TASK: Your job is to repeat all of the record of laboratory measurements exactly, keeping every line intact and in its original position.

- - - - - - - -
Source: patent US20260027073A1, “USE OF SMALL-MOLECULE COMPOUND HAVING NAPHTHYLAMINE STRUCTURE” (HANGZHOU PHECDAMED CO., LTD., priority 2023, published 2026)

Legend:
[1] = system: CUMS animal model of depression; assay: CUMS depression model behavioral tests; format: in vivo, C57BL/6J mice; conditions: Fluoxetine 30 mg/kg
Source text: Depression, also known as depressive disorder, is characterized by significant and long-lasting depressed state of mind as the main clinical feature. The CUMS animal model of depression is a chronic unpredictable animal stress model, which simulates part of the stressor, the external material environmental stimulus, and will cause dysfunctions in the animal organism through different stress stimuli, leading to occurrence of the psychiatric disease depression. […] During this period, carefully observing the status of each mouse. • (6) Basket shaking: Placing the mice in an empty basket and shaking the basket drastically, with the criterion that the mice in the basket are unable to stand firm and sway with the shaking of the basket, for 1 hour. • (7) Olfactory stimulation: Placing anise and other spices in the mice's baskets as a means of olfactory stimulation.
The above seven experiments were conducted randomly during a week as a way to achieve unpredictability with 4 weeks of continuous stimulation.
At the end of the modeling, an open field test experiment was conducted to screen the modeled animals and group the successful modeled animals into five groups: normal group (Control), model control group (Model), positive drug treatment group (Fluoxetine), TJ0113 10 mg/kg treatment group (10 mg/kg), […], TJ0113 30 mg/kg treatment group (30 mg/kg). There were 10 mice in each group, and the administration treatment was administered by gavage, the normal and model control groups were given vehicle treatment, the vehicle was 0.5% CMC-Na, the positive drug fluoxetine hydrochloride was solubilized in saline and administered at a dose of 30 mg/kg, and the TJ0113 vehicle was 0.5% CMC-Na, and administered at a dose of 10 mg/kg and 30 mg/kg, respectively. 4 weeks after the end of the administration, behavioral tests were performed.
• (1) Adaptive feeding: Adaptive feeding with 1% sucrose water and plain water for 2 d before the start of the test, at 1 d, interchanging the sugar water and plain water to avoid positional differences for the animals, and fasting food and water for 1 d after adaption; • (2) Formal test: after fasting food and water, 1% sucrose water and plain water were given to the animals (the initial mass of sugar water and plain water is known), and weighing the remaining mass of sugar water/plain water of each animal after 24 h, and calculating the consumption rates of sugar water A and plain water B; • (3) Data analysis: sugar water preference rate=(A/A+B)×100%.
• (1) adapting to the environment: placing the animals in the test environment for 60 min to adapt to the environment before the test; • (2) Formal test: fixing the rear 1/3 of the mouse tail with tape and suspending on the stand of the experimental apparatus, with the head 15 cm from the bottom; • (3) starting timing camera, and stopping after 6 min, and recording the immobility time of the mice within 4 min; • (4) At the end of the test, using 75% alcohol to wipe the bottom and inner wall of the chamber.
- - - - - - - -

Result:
Source: patent US20260027073A1, “USE OF SMALL-MOLECULE COMPOUND HAVING NAPHTHYLAMINE STRUCTURE” (HANGZHOU PHECDAMED CO., LTD., priority 2023, published 2026)

Legend:
[1] = system: CUMS animal model of depression; assay: CUMS depression model behavioral tests; format: in vivo, C57BL/6J mice; conditions: Fluoxetine 30 mg/kg
Source text: Depression, also known as depressive disorder, is characterized by significant and long-lasting depressed state of mind as the main clinical feature. The CUMS animal model of depression is a chronic unpredictable animal stress model, which simulates part of the stressor, the external material environmental stimulus, and will cause dysfunctions in the animal organism through different stress stimuli, leading to occurrence of the psychiatric disease depression. […] During this period, carefully observing the status of each mouse. • (6) Basket shaking: Placing the mice in an empty basket and shaking the basket drastically, with the criterion that the mice in the basket are unable to stand firm and sway with the shaking of the basket, for 1 hour. • (7) Olfactory stimulation: Placing anise and other spices in the mice's baskets as a means of olfactory stimulation.
The above seven experiments were conducted randomly during a week as a way to achieve unpredictability with 4 weeks of continuous stimulation.
At the end of the modeling, an open field test experiment was conducted to screen the modeled animals and group the successful modeled animals into five groups: normal group (Control), model control group (Model), positive drug treatment group (Fluoxetine), TJ0113 10 mg/kg treatment group (10 mg/kg), […], TJ0113 30 mg/kg treatment group (30 mg/kg). There were 10 mice in each group, and the administration treatment was administered by gavage, the normal and model control groups were given vehicle treatment, the vehicle was 0.5% CMC-Na, the positive drug fluoxetine hydrochloride was solubilized in saline and administered at a dose of 30 mg/kg, and the TJ0113 vehicle was 0.5% CMC-Na, and administered at a dose of 10 mg/kg and 30 mg/kg, respectively. 4 weeks after the end of the administration, behavioral tests were performed.
• (1) Adaptive feeding: Adaptive feeding with 1% sucrose water and plain water for 2 d before the start of the test, at 1 d, interchanging the sugar water and plain water to avoid positional differences for the animals, and fasting food and water for 1 d after adaption; • (2) Formal test: after fasting food and water, 1% sucrose water and plain water were given to the animals (the initial mass of sugar water and plain water is known), and weighing the remaining mass of sugar water/plain water of each animal after 24 h, and calculating the consumption rates of sugar water A and plain water B; • (3) Data analysis: sugar water preference rate=(A/A+B)×100%.
• (1) adapting to the environment: placing the animals in the test environment for 60 min to adapt to the environment before the test; • (2) Formal test: fixing the rear 1/3 of the mouse tail with tape and suspending on the stand of the experimental apparatus, with the head 15 cm from the bottom; • (3) starting timing camera, and stopping after 6 min, and recording the immobility time of the mice within 4 min; • (4) At the end of the test, using 75% alcohol to wipe the bottom and inner wall of the chamber.